Civil society is key for the implementation of international recommendations
The Director of Global South Watch [GSW] was present during the XI International Human Rights Colloquium, human rights defenders from 30 countries in the Global South debated the fundamental role of civil society in monitoring the implementation of international and regional recommendations on the local level.
From November 5 to 12, more than 53 human rights advocates from Africa, Latin America, Asia and Eastern Europe participated in the XI International Human Rights Colloquium, organized by Conectas. During the event, they had the opportunity to share experiences on the “Implementation of international and regional human rights decisions and recommendations ”. The conference, which was held in São Paulo (Brazil), was also attended by 30 observers and speakers.
Over the period of a week, the participants addressed the challenges and opportunities involved with implementing human rights decisions and recommendations on the national level. They discussed real experiences with the United Nations and with regional human rights systems (Organization of American States, African Union, Council of Europe and ASEAN).
James Goldston (Open Society Justice Initiative) opened the conference, by video ,highlighting the fact that these systems are relatively new, have fewer resources and rest on less settled juridical foundations than their domestic counterparts. Yet, the number of cases filed and judgments delivered by such bodies steadily increases. Mario Coriolano (UN Subcommittee for the Prevention of the Torture) also pointed out that the “main challenge to implementing the Optional Protocol to the Convention against Torture is to have truly autonomous and independent prevention and monitoring mechanisms at the national level”.
According to Oscar Vilhena Vieira (Getúlio Vargas Foundation), part of the implementation challenge refers to the inequality between individuals and the way this is perceived by society. For him, the realization of rights for all is not a consensual value and that is why human rights violations can occur. During a panel on the implementation of the Durban Plan of Action, Edna Roland (Rapporteur of the Durban Conference), reaffirmed that “sometimes we have to have unequal treatment in order to produce equality” and stressed the importance of affirmative action policies.
The participants also discussed ways to help civil society organizations improve the local impact of UN treaty bodies and special rapporteurs and the importance of innovative implementation mechanisms. These mechanisms are recognized in new international instruments, such as the Convention on the Rights of Persons with Disabilities and the Optional Protocol to the Convention Against Torture.
In order to permit a horizontal sharing of experiences, the participants presented practical cases of their work within the regional and international systems, and pointed out the strategies they used and the challenges they encountered. “Very often, the African system is not used just because people are not aware of it,” said Saite António Júnior, from Mozambique.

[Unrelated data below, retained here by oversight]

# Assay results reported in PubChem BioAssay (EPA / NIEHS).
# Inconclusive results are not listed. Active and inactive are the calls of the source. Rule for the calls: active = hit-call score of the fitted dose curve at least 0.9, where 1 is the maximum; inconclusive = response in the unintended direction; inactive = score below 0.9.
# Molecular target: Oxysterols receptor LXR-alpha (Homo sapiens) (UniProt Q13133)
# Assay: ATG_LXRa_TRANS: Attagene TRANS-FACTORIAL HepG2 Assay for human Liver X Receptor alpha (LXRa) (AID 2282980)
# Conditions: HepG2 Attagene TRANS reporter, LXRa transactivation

During the working groups, divided by language, participants discussed issues concerning the monitoring of recommendations made during the UN Human Rights Council’s Universal Periodic Review (UPR). At the end of the Colloquium, the participants simulated a session of the UPR.
According to Thiago Amparo, research and training coordinator at Conectas, “each year, the Colloquium innovates both methodologically and thematically, in order to stimulate a horizontal debate and an exchange of ideas between the attending human rights advocates”.
This year, one of the major new developments was the inclusion of French as an official language, together with English, Portuguese and Spanish. This made it possible for human rights advocates from Algeria, Morocco, Burkina Faso and Haiti to take part in the event.
“I have learnt that despite the differences of language, race and geographical location, the language of human rights and dignity for all is the same,”, considers Bellinda Chinowawa, from Zimbabwe.
The XI Colloquium also addressed issues that have had wide-scale national and international repercussions, such as the relationship between companies and human rights, the Arab Spring and the National Truth Commission in Brazil.
On the panel “Business and Human Rights”, David Bilchitz (SAIFAC) spoke about the UN guidelines on the subject. The experiences tackling human rights violations in the extraction industry in Latin America and slave labor in Brazil served to exemplify the issue and they were presented, respectively, by Tamaryn Nelson (Amnesty International) and Leonardo Sakamoto (Repórter Brasil).
On the panel on the Arab Spring, Paulo Sergio Pinheiro (President of the UN Commission of Inquiry on Syria) stated that civil society always moves faster than government. According to him, the current transformations in the Middle East are due to civil society action.
Finally, in light of the recently approved law creating a National Truth Commission in Brazil to investigate human rights abuses committed during the military dictatorship, a visit was made to São Paulo’s “Resistance Memorial”, where the participants could learn more about the period of authoritarian rule and the topic of transitional justice.
“I am filled with enthusiasm and I believe that events, such as the Colloquium contribute to strengthen networks and create new interactions and partnerships,” said the Brazilian participant Camila Koch.